Could James Wan be the hardest-working director in horror right now? Less than 2 months after his previous work The Conjuring was released in cinemas here, the filmmaker is back with the scream-fest Insidious: Chapter 2, the sequel to the critically-acclaimed Insidious.

With dramatic zooms (both on a dolly and off), immaculate art direction, throwbacks to old horror films in scenes of dreamscape peppered with copious amounts of fog foreboding, as well as detailed occult paraphernalia, the sequel to Insidious did not let fans of the first movie down.


Chapter 2 picks up where its predecessor left off, with the Lambert family evacuating their home after the murder of family friend Elise (Lin Shaye). Dad Josh (Patrick Wilson) is unscathed after entering dreamland to save his older child Dalton (Ty Simpkins) from the clutches of a monster resembling the love child of Aragog (A giant arachnid in Harry Potter) and Darth Maul, but mom Renai (Rose Byrne) is convinced that not all is well with her husband. Meanwhile, Dalton has started having strange dreams again, and his grandmother (Barbara Hershey) seeks the help of a pair of bumbling ghost busters to solve the horrific mystery that threatens the very fabric of her family.

The Lambert Family

Wilson, who plays Josh, the head of the household, deserves every form of commendation for his impeccable performance of his multi-faceted role which required the actor to both understand and not realize the trouble his family is in.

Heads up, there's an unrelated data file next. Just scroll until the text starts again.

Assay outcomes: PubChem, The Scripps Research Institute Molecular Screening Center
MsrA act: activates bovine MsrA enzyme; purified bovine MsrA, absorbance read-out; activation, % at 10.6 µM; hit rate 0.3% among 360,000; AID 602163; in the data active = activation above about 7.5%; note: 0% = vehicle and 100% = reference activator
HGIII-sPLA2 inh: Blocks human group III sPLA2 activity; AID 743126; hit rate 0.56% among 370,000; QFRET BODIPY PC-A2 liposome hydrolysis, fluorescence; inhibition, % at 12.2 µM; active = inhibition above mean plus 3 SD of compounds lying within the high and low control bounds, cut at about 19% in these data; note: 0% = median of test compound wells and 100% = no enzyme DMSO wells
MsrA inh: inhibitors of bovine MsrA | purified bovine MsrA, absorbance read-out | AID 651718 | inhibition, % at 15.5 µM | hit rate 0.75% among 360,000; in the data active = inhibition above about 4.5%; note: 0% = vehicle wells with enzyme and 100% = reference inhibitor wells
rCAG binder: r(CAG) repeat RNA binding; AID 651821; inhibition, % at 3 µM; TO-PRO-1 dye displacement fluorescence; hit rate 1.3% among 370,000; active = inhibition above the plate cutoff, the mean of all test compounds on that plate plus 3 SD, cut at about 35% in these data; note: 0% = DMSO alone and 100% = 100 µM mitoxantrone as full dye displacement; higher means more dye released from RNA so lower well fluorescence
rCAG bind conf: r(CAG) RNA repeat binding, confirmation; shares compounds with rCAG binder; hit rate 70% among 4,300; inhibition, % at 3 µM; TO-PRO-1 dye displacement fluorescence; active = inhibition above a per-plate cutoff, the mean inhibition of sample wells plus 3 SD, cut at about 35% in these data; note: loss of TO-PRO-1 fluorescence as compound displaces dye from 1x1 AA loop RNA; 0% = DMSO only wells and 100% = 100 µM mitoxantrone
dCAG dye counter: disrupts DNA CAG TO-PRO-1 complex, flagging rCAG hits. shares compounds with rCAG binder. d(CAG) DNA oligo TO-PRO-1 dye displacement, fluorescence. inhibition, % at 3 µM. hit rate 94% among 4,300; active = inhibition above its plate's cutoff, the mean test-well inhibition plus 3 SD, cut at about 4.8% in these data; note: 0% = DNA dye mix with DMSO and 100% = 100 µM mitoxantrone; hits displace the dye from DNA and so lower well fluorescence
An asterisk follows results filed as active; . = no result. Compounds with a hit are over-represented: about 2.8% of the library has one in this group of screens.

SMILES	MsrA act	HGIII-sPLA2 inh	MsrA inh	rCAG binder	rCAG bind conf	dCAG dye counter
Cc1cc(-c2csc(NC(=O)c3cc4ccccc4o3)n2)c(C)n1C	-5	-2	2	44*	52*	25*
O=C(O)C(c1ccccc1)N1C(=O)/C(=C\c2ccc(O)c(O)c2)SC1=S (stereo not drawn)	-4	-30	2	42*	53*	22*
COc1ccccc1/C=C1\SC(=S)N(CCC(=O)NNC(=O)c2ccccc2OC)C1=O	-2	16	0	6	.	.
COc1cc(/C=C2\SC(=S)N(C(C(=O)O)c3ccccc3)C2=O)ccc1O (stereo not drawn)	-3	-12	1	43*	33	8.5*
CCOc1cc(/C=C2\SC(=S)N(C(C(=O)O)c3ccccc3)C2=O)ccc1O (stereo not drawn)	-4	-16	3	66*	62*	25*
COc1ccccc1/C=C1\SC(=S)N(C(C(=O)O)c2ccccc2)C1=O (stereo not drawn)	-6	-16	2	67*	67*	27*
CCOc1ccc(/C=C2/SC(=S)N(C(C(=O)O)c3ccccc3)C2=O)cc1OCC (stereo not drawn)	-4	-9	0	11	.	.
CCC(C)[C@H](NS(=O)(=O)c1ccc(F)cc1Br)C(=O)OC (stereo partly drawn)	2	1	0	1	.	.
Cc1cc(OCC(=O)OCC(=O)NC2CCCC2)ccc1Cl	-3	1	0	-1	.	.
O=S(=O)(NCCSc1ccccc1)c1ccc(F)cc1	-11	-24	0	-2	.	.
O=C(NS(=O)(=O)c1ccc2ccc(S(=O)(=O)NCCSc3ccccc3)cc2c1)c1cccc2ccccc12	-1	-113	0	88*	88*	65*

UrbanWire also has our eyes on young actors Simpkins (Dalton) and Andrew Astor (Foster), who play the roles of the Lambert children. In spite of their youth, the duo’s on-screen chemistry shines through with the viewer believing them to be siblings off-screen. Both Simpkins and Astor show versatility in their role as they portray their roles that required much childish innocence with surprising professionalism.

Unlike horror flicks that resort to terrifying its viewers on a superficial level, leaving the plot easily forgettable the moment one leaves the movie theater, Insidious: Chapter 2 showed a screenplay that required the viewer to work his/her brains to process every line that each actor has that ultimately haunts the viewer long after the movie is over.

This, however, is the movie’s Archille’s heel. The plot is heavily reliant on its forerunner, making references that would only have made sense to a viewer who has watched Insidious.

Peppered with moments of awkward comedy at opportune moments, Wan and Leigh Whannell (who plays a minor role in the movie as well) has created a nail-biting sequence bound to have the viewer cowering in his/her seat, dreading yet excited for what is to come.

The perfect marriage of Asian and Western horror, Insidious: Chapter 2 appeals to both audiences by their usage of seemingly everyday, nondescript items as vessels for supernatural beings. Their seamless editing of one’s transport from reality to dreamscape leaves UrbanWire in awe, making the movie all the more thrilling yet terrifying.

In all, the movie can be comparable to the acclaimed Thai horror flick Shutter, as ghosts of the Lambert family’s past haunt you into the night, festering at the corner of your brain, in your dreams.

Here’s the trailer:

Rating: 4/5
Release Date: Oct 3
Runtime: 106 minutes
Language: English
Censorship Rating: PG-13
Genre: Horror/Thriller
Director: James Wan
Main Actors: Patrick Wilson, Rose Byrne, Ty Simpkins, Barbara Hershey